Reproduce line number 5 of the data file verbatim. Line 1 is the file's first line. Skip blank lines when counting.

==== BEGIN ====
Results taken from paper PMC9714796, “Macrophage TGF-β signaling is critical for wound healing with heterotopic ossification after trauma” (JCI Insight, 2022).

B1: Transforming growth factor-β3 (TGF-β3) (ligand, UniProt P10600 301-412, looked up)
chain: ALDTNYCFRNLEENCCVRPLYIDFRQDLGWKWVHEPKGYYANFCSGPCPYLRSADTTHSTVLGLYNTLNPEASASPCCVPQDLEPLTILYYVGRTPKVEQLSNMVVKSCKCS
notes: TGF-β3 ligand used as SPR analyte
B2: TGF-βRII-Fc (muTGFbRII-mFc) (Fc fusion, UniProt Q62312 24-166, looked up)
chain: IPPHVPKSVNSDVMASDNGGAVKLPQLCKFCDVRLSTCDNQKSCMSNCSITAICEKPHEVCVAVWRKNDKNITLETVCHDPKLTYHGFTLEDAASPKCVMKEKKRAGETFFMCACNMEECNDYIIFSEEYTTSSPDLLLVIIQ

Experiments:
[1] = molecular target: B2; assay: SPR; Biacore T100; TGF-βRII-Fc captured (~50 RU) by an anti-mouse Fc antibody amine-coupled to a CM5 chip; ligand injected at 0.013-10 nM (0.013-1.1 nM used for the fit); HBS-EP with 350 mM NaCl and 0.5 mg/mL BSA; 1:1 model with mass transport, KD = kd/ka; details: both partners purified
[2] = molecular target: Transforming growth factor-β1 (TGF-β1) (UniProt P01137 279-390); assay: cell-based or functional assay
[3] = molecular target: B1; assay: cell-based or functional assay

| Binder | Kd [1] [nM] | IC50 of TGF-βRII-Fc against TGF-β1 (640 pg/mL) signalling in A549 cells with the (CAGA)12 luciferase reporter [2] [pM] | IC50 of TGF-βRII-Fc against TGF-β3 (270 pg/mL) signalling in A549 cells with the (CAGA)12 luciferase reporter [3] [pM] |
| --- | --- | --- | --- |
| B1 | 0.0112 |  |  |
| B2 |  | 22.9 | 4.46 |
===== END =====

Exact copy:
B2: TGF-βRII-Fc (muTGFbRII-mFc) (Fc fusion, UniProt Q62312 24-166, looked up)